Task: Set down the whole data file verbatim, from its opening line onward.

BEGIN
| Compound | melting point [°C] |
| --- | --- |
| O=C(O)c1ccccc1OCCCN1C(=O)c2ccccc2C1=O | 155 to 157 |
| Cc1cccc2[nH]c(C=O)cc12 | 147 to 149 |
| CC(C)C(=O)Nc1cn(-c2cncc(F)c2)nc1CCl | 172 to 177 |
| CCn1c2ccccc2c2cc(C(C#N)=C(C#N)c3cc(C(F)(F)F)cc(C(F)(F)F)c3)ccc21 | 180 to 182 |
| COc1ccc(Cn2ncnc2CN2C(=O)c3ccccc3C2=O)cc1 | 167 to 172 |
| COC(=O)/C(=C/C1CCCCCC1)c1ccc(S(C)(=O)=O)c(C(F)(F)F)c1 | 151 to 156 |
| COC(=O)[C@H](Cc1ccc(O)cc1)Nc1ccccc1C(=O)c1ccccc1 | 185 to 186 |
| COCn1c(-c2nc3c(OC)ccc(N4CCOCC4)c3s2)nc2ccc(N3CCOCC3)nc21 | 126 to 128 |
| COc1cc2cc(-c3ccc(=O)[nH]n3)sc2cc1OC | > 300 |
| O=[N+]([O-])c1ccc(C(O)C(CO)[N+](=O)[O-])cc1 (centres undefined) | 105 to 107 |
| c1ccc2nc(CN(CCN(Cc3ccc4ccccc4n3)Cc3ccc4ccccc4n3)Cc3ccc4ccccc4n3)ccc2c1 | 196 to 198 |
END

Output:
| Compound | melting point [°C] |
| --- | --- |
| O=C(O)c1ccccc1OCCCN1C(=O)c2ccccc2C1=O | 155 to 157 |
| Cc1cccc2[nH]c(C=O)cc12 | 147 to 149 |
| CC(C)C(=O)Nc1cn(-c2cncc(F)c2)nc1CCl | 172 to 177 |
| CCn1c2ccccc2c2cc(C(C#N)=C(C#N)c3cc(C(F)(F)F)cc(C(F)(F)F)c3)ccc21 | 180 to 182 |
| COc1ccc(Cn2ncnc2CN2C(=O)c3ccccc3C2=O)cc1 | 167 to 172 |
| COC(=O)/C(=C/C1CCCCCC1)c1ccc(S(C)(=O)=O)c(C(F)(F)F)c1 | 151 to 156 |
| COC(=O)[C@H](Cc1ccc(O)cc1)Nc1ccccc1C(=O)c1ccccc1 | 185 to 186 |
| COCn1c(-c2nc3c(OC)ccc(N4CCOCC4)c3s2)nc2ccc(N3CCOCC3)nc21 | 126 to 128 |
| COc1cc2cc(-c3ccc(=O)[nH]n3)sc2cc1OC | > 300 |
| O=[N+]([O-])c1ccc(C(O)C(CO)[N+](=O)[O-])cc1 (centres undefined) | 105 to 107 |
| c1ccc2nc(CN(CCN(Cc3ccc4ccccc4n3)Cc3ccc4ccccc4n3)Cc3ccc4ccccc4n3)ccc2c1 | 196 to 198 |